“Our commitment to improve water infrastructure, for example, is part of a broader government investment in water, which is the largest in our nation’s history and is key to unlocking Australia’s agricultural production potential.
“Encouraging the entrepreneurism and drive that is so strong in the north is key to the success of this endeavour so that a diverse range of industries continue to thrive in the north - agriculture, fisheries and aquaculture, tourism, defence, resources and tropical health research, to name just a few.”
Mr Bowen said he expected Mr Joyce may still deliver a formal statement on northern development to parliament - a viewpoint supported by the minister’s office - and he was “not bothered” by the Deputy Prime Minister’s informal update in Canberra this week.
“Barnaby’s getting stuck into it and making things happen like the NAIF,” he said.
“Some of these 31 measures have been easier to get over the line and the others will take more time so there’s still a lot more heavy lifting to do.
“The Northern CRC had a two-year gestation period but we’re starting to see some progress there and we’re seeing some other positive measures delivered more recently.
“Barnaby Joyce has thrown his weight behind it and there are also some good synergies there for developing the north with his agriculture and water policy, portfolio responsibilities.”
Mr Bowen said Northern Australia’s position in the broader Asian economic region and potential investment opportunity and long-term strategy, where patient investor capital was required to “play the long game”, including on farm exports, also needed to be well-understood by policy decision makers in Southern Australia.
Mr Joyce said Northern Australia’s proximity to Asia and our other major trading partners made it a “critical global gateway” with close to 400 million people live within five hours’ flying time.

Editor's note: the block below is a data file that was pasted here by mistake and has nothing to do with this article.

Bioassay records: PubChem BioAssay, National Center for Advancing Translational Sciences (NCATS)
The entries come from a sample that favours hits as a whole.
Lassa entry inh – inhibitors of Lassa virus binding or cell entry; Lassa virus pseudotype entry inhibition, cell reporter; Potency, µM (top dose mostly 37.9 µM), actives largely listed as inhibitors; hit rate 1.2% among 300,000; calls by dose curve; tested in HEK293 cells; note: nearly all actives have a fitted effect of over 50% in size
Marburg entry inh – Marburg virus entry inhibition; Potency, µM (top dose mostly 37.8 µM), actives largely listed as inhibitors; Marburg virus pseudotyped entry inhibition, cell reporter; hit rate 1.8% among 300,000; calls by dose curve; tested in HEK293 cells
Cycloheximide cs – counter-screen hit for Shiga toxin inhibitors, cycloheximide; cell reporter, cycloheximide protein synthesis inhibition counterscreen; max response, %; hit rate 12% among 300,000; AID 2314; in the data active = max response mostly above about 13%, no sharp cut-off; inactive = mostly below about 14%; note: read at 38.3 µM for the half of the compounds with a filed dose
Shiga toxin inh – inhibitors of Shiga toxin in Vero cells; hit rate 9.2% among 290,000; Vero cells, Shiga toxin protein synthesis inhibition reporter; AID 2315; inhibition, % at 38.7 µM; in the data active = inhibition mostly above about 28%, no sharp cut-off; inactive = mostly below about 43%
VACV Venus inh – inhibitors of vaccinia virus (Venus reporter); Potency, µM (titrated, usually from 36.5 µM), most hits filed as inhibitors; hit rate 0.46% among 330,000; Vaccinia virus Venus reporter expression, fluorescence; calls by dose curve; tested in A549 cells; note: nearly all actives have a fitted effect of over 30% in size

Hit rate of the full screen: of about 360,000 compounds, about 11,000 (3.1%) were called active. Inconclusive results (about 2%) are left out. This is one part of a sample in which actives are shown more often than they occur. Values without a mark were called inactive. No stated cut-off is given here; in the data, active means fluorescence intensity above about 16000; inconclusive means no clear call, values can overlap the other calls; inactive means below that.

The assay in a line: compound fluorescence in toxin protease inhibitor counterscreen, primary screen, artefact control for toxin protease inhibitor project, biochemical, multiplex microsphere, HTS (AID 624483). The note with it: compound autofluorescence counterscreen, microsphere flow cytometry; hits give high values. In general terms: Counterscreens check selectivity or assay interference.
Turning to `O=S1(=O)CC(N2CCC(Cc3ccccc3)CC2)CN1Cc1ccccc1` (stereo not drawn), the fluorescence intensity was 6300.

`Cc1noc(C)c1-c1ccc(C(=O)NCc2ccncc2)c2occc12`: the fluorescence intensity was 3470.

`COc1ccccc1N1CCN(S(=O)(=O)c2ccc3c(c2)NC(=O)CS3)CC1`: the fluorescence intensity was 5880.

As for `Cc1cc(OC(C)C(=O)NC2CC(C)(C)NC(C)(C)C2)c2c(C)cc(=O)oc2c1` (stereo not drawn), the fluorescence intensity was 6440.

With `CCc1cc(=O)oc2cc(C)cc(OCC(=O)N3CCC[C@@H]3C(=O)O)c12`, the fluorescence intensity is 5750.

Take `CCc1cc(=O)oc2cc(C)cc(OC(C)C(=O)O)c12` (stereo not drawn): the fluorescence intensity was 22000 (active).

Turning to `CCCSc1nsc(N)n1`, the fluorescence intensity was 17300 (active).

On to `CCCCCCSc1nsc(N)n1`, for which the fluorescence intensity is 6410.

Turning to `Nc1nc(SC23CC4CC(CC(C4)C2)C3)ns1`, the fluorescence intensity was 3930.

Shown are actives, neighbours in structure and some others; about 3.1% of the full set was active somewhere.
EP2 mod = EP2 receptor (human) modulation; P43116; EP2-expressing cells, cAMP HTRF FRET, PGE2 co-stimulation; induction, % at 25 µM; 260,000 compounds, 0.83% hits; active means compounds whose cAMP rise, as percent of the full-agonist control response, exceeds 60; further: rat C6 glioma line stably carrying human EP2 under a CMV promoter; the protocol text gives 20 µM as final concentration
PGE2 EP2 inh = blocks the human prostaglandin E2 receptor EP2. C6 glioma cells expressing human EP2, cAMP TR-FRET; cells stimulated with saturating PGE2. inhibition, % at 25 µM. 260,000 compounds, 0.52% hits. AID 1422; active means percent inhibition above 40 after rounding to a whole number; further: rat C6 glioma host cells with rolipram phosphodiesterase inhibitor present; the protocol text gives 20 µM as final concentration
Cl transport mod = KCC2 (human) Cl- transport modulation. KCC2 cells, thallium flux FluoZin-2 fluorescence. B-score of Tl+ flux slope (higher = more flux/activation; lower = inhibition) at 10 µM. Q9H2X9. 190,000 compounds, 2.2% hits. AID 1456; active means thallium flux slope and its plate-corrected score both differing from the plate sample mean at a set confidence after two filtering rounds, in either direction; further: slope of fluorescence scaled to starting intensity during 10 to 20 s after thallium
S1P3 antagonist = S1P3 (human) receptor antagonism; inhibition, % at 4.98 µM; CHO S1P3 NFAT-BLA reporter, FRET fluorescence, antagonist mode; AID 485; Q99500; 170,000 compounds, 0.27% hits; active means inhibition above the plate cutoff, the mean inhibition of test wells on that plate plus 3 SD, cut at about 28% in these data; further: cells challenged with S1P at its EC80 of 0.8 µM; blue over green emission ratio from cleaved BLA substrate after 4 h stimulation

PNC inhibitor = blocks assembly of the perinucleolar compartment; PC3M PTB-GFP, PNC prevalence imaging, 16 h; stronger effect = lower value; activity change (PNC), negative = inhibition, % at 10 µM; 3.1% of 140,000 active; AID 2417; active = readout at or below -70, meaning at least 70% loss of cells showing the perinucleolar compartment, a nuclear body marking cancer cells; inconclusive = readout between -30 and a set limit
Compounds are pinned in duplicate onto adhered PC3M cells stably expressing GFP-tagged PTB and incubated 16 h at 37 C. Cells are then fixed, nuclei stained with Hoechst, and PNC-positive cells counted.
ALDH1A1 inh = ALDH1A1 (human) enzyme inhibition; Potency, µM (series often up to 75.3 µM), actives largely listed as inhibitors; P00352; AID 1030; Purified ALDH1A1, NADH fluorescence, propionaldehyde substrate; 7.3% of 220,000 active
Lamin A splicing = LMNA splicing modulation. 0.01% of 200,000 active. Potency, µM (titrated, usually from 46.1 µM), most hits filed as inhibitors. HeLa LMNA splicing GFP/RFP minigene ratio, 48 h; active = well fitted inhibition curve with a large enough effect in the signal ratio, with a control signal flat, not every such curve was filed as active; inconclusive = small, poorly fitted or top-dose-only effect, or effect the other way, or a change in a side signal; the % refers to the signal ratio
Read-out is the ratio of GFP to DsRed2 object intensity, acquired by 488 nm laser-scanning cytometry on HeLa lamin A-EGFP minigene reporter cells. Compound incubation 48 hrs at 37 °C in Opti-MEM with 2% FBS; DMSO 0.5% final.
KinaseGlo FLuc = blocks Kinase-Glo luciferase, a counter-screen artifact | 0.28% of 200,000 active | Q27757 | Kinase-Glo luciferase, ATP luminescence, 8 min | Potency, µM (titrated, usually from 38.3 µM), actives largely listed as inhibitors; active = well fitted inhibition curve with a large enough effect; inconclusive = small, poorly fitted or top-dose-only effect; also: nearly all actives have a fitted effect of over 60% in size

“Our north offers immense export opportunities and we are ensuring the north can capitalize on these opportunities to benefit the entire nation,” he said.
He said investment by the government would include $5b in loans through the NAIF; $700m in 38 high-priority road projects; $25.5m in 15 northern water infrastructure feasibility studies through the National Water Infrastructure Development Fund; and $75m for the Northern CRC.
“The north accounts for more than 54 per cent of Australian exports and covers more than 52pc of our landmass,” he said.
“Our northern communities need better roads, rail links and airports so they can stay connected, travel safely, access services and run their businesses, regardless of the season, and that is a focus of our investment.”
Mr Joyce’s statement also pointed to an announcement of seven projects set to receive $13.9m via the Northern CRC.
“From reducing infant pearl oyster deaths to ensuring crocodile skin is lesion free, successful project applicants from the CRC for Developing Northern Australia Project Funding round are as interesting as the locations they hail from,” he said.
“The CRC will assist northern-based businesses and industries stay globally competitive and will bring together investors, researchers and businesses to apply 21st Century digital economy technologies and expertise to address the north’s food, agriculture and supply chain challenges.
“The government’s investment will leverage a further $37m of cash and in-kind inputs from project partners, representing a co-investment of $50.7m in commercially-focused research.
“The CRC's called for expressions of interest for its $8m 2017-18 funding round, which closes 31 October 2017.
“We have also invested $20.3m to transform northern Australia into a centre of excellence for tropical medicine research.
“While I have the honor of delivering this second update, I want to credit Senator Matt Canavan, the former Minister for Resources and Northern Australia, for his hard work and successful efforts to progress this agenda. He is a passionate advocate for the north.
“I commend the drive and resilience of the people of northern Australia - it is their love of the north and their optimism about its future that is making this agenda work.”
The Northern Australia Alliance is represented by Advance Cairns; Broome Future; Capricorn Enterprise; NT Chamber of Commerce; Townsville Enterprise; GW3; and Karratha District Chamber of Commerce and Industry.